Rule 2: Exploitation of passive solar gains. The easiest manner of minimizing heat energy requirements through constructional means is by using solar heat. This can be done most efficiently for residential buildings since each residential building usually has a warm area (living room) and a cooler area (bedroom). If zoning is done correctly, and also building orientation, then southern oriented glazing is capable of capturing a lot of solar heat. If construction is then done in a massive type manner, storage of this heat is favoured and the building may fall back on it during overcast days. For other utilizations, passive solar energy use may also be exploited. Hotels, hospitals and care homes, for instance, are very similar to residential buildings when it comes to heat requirements. In offices and educational institutions, it is usually the work at the monitor that prevents extensive usage of solar gains and these buildings are often »loaded up« with sun over the weekend. Frequently, an attempt is made not to apply the solar gains directly to the occupied rooms but instead to adjacent buffer rooms like atria or double skin façades that can be closed. Figure C1.68 shows an example of a closable double-skin façade, taken from the office construction sector and depicting the Duesseldorf city gate. Measurements taken at the façade have shown that a 20 % heat insulation

was achieved; this corresponds to an approximate primary energy requirement portion for room conditioning of about 5 %. The closable façade of the Duesseldorf city gate, however, also has some other characteristics that allow for a total absence of radiators: static load removal across two façade levels during high wind speeds plus elevation of inner surface temperatures. For passive houses with residential application, solar energy contributes a much larger amount to overall building energy requirement since heat can be more efficiently used for the abovementioned reasons. Depending on orientation, the proportion is 30 % in respect to covering heat loss. When this is applied to primary energy requirement for room conditioning, the corre-

sponding proportion is 20 %. This high rate clearly shows that, if solar gains were not exploited, the small heating energy requirement of 15 kWh/m2 a for passive houses in central European regions would not be possible (Figure C 1.69). Rule 3: Using building structure as thermal storage. Thermal storage capacity of a building significantly influences indoor climate and energy requirement. Extreme examples, for instance, are container buildings made of light materials or old castles and fortresses with thick walls. While, for light buildings, indoor temperatures fluctuate almost simultaneously with outdoor temperatures,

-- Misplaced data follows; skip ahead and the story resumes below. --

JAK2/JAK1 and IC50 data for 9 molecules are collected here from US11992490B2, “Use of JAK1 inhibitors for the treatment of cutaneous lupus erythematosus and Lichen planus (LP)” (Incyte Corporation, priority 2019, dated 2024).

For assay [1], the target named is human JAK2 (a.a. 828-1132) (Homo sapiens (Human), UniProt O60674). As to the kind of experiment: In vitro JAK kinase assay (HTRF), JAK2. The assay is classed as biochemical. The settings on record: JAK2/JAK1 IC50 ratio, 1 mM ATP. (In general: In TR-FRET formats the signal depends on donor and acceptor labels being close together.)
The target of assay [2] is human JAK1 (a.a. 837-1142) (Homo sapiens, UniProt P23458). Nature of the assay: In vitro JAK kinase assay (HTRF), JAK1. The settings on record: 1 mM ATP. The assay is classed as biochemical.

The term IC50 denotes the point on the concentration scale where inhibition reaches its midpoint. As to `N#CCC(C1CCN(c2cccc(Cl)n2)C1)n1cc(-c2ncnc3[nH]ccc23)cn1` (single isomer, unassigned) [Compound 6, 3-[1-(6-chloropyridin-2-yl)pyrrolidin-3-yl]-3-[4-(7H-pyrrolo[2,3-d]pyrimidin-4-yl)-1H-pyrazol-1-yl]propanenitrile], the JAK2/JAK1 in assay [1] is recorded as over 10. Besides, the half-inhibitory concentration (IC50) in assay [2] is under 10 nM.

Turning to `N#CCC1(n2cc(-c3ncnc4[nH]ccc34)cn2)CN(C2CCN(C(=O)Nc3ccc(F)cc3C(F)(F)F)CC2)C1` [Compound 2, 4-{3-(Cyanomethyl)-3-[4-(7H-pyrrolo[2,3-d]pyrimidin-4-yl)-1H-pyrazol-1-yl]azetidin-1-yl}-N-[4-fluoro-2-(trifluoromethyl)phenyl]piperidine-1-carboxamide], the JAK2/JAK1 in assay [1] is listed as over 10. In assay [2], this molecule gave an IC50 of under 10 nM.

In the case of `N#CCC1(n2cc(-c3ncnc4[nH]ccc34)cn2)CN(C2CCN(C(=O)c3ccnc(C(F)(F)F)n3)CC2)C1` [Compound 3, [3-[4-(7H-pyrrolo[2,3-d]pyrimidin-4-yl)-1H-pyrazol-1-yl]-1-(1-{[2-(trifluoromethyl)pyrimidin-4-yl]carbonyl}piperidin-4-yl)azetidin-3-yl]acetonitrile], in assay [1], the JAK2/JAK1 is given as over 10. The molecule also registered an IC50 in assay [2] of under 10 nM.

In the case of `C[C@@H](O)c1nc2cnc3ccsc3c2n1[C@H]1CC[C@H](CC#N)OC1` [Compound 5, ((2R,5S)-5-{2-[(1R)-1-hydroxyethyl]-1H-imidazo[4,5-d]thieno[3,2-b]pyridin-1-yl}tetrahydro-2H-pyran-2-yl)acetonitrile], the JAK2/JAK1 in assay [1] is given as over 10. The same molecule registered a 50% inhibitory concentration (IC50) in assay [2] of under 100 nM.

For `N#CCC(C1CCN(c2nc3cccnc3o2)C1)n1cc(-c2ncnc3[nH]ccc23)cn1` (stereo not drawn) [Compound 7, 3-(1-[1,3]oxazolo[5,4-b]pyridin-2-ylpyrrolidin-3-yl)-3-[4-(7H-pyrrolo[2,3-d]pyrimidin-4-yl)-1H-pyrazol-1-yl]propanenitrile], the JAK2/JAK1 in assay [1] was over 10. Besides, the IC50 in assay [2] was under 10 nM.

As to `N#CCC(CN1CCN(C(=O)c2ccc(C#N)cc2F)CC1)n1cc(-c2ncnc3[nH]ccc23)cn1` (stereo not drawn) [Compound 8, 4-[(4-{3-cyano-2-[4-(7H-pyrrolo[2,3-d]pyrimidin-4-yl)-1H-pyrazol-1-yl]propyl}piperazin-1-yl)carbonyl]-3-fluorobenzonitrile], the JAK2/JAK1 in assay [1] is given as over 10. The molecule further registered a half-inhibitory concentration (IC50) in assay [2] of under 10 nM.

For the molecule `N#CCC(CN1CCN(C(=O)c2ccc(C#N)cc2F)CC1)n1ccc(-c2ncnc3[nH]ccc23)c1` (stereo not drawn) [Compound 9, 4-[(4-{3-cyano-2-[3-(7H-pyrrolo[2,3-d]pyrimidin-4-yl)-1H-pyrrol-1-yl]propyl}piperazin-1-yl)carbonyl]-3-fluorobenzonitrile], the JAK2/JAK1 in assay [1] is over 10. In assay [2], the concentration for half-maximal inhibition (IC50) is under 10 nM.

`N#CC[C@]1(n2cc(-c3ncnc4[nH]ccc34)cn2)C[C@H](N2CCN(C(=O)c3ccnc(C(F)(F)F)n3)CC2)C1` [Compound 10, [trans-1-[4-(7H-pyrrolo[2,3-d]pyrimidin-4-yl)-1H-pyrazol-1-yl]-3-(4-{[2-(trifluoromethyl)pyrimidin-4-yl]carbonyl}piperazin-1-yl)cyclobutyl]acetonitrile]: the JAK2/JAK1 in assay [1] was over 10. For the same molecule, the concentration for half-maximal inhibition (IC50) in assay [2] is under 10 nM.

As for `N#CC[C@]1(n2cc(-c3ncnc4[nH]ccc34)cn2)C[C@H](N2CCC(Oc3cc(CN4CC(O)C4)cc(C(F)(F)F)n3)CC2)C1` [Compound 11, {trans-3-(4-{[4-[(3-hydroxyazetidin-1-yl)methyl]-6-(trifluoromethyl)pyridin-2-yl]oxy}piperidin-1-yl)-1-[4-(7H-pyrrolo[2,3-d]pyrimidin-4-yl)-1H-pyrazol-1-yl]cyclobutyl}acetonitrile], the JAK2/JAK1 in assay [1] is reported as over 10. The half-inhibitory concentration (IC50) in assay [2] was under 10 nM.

Very good Interior walls and ceilings with storage capacities

Good Ceilings with storage capacities, light inner walls

Bad Suspended ceilings (no storage capacity), light inner walls

Fig. C 1.68  View of double-skin Façade of Duesseldorf City Gate

Fig. C 1.70  Layout of wall and ceiling arrangement in respect to storage capacity for occupied rooms


102 Fig. C 1.71  Natural ventilation concept for the Sekisui Building, layout and crosssection

Fig. C 1.73  Sekisui office towers in Tokyo/ Japan. Architects: Kajama-Design, Tokio

Grundriss

Detailausschnitt der Fassade C2.5.11

Schnitt

Fig. C 1.72  Natural ventilation concept, crosssection

thermal effects for massive buildings (caused by outdoor climate) are often only noticed much later or not at all. Massive buildings, however, have the advantage of being able to smooth out room temperatures because room heat does not only heat up the air of the room itself but also the building mass. Indoor temperatures therefore rise less quickly than for light buildings. That effect, however, also has some dis­ advantages: if, for instance, for room heating, there must be outside energy influx then it takes much longer for the room to actually heat up. This is due to the fact that building mass needs to be heated up as well. For climates pre­ vailing in Northern and Central Europe, storage capacity of a given building may be used very effectively for either passive room cooling or for lowering cooling energy requirement. Night tem­ peratures are usually low enough dur­ ing the summer to allow for them to be